EZ Rock for the Indie Set
In the storied tradition of German words that sound uniquely fitted to the concepts they describe, the word "kaputt" is not very remarkable. It can mean many things, but "lost" and "broken" are among them, and it sounds, as one might expect, like the noise your mouth would make when finding something you needed was unexpectedly gone or not functioning as it should be. The phonetics of the word are the resignation of a mumble into an indescribably dark chasm, a mantra offered into an abyss of yearning and disappointment.
What is rather surprising however is that Destroyer's 2011 album Kaputt doesn't feel lost or broken at all. It doesn't feel disappointing, it doesn't feel lacking. It is knowingly warm and openly gracious, utilizing drum sounds, trumpets, and reverb ratios directly out of the 1980s to achieve a "now"ness and a level of freshness that is unmistakably of its time. Every synth stab and backing vocal is a pipe dream for the enfranchised, the realization of hardships unknown and unearned. There is a multi-part suite entitled "The Laziest River", itself an acknowledgement that laziness is not only remarkable but worth aspiring toward.
Dan Bejar had been the mastermind of Destroyer since 1995 when the group formed in Canada. He had attained notoriety as a member of the New Pornographers but Destroyer wrote and released eight albums before Kaputt. And yet, in some ways this was a coming out party for the band - its success propelled them to such pivotal moments as their first official music video and national TV performance. The music-loving public knew Bejar, but a wide swath of them were only now realizing that he was an interesting artist even way outside of the box from which they knew him originally.
Kaputt is perhaps one of this millennium's first earnest attempts at something like "dad rock" that was conceived and executed to be relevant in the indie music sphere writ large. Bejar's voice was mellowed out by being slightly further back in the mix and counterpointed with backing vocals, his nasal tenor was not a liability here in the way that it occasionally could be when compared to the dreamily overdubbed A.C. Newman and the sultry stylings of Neko Case in the context of the New Pornographers. Here, his voice was just another instrument that was perfectly calibrated to excavate a sense of nostalgia for a time that hadn't yet come to pass even though it felt like it might be just around the corner.
Many of the songs offer this same fondness for the past and a jovially nihilistic sense that nothing is sacred. "Chinatown" is a breezy lead-off that wouldn't be out of place in any backyard during happy hour, "Bay of Pigs (Detail)" is an epically shifting composition that conveys comfort even while it's taking left turn after left turn. "Song for America" is a tongue-in-cheek ode to the American Dream, but it rebrands the notion as what it actually is: just another way to make it through the years in some form of voluntary delusion. And the sarcasm doesn't stop with throwing japes at outside characters and abstractions. In "Savage Night at the Opera", Bejar even turns his acerbic wit back at himself and the nonsense of making music: "Hey, Infinite Sense of Value…I heard your record, it's alright."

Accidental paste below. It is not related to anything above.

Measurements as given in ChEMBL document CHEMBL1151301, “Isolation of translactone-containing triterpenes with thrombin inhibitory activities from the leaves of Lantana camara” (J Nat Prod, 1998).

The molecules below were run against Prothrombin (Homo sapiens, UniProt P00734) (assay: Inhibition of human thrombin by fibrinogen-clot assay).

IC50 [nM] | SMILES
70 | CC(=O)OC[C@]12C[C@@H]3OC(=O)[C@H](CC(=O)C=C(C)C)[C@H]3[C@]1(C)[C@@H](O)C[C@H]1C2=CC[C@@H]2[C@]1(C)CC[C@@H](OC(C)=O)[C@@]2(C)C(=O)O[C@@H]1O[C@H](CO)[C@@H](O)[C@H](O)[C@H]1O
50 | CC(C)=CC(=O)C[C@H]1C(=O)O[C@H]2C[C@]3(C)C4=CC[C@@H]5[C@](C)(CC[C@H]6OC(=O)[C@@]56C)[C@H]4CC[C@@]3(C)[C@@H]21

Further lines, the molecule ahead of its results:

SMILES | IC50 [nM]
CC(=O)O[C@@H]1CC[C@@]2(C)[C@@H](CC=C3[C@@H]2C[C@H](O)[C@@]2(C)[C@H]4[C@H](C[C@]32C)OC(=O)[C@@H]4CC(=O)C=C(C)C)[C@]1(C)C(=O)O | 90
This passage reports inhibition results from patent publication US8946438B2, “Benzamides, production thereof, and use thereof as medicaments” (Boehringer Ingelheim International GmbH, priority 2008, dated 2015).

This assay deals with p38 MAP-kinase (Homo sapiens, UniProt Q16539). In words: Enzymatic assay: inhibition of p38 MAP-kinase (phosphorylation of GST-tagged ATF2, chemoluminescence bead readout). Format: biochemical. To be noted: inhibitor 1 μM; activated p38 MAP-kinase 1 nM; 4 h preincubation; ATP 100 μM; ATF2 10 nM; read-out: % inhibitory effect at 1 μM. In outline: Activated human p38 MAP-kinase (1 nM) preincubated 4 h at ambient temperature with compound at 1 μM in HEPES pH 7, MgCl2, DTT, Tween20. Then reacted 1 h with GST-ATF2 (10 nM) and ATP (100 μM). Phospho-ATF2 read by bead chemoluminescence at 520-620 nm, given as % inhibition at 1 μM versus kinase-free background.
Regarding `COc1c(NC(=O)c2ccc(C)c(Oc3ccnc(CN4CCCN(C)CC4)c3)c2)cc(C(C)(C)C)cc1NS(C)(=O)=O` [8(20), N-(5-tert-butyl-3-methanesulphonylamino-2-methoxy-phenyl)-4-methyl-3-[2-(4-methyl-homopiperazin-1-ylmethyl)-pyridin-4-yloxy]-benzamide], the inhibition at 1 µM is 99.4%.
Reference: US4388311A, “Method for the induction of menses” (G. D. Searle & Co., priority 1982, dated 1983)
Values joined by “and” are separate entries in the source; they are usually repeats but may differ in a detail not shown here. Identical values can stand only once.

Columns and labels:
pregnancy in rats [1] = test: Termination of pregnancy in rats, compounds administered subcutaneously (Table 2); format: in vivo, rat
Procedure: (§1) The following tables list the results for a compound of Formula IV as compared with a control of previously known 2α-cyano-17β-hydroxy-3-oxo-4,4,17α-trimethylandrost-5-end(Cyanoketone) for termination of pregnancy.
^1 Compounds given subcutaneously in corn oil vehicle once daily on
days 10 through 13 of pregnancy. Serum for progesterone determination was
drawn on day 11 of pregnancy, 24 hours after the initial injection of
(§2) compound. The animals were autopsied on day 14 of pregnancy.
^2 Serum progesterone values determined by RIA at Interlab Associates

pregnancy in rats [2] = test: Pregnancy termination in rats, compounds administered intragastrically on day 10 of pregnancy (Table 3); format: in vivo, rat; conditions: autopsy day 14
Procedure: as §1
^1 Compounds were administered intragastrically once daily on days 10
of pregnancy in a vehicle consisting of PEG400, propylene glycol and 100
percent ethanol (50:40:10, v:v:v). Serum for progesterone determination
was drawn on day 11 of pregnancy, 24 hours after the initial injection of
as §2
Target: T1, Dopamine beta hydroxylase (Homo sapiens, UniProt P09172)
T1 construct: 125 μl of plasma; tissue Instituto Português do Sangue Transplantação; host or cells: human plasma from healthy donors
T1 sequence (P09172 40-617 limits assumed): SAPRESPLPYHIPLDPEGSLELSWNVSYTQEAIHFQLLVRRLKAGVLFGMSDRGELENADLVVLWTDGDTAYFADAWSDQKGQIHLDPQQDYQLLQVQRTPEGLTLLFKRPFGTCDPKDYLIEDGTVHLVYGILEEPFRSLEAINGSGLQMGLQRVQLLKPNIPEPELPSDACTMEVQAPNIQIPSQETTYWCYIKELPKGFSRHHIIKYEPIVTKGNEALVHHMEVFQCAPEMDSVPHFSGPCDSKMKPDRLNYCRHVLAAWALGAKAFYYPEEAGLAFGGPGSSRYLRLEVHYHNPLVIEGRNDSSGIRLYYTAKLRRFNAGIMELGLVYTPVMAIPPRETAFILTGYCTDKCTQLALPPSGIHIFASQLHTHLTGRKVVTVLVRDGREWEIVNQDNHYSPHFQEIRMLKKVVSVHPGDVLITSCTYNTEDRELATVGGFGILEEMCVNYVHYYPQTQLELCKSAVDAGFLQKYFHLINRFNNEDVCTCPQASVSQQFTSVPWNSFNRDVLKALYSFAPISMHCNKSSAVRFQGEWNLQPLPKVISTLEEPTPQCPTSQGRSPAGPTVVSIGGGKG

Destroyer's breakthrough album was lauded when it came out, universally praised by critics. How it hit with audiences is harder to gauge. There is no argument that the critical community was pretty well on the money in its initial assessment, the issue comes with how the album landed (or perhaps didn't) with general audiences on a macro level. But when the book is written about 21st Century indie rock, Kaputt deserves to be a touchstone. It is a tentpole moment when indie musicians realized that looking to the mainstream concepts of the past was a viable starting point when crafting sounds that were meant to be not only shiny, but truly and fundamentally golden for their current era and beyond.
Would we have Justin Vernon's effusive plays on Hornsby-esque piano-driven balladry if not for Kaputt? Would we have M83's rollicking saxophone solo in "Midnight City"? Would we have artists like Thundercat and Twin Shadow who have unsubtly, almost brazenly, used late 80's adult contemporary music as a stencil from which they draw brand new melodies and songs? Realistically, the answer is probably yes, we would. But Kaputt exists as a shrine both to itself, and to a time when reality existed to be either sanded down or heightened depending on one's mood in any given moment. Kaputt exists in a reality where that tune you can't get out of your head is the best part of your day.
While Dan Bejar most likely didn't create modern indie music's nostalgia fetish, he was clearly happy to do his part in cutting the rope so that it could sail away into the unknown open waters of the future. Nothing lost, nothing broken; no captains, no crew. Just relatable ideas draped in solidly unassuming vibes from here to the horizon. For that, if for nothing else, we should all be grateful.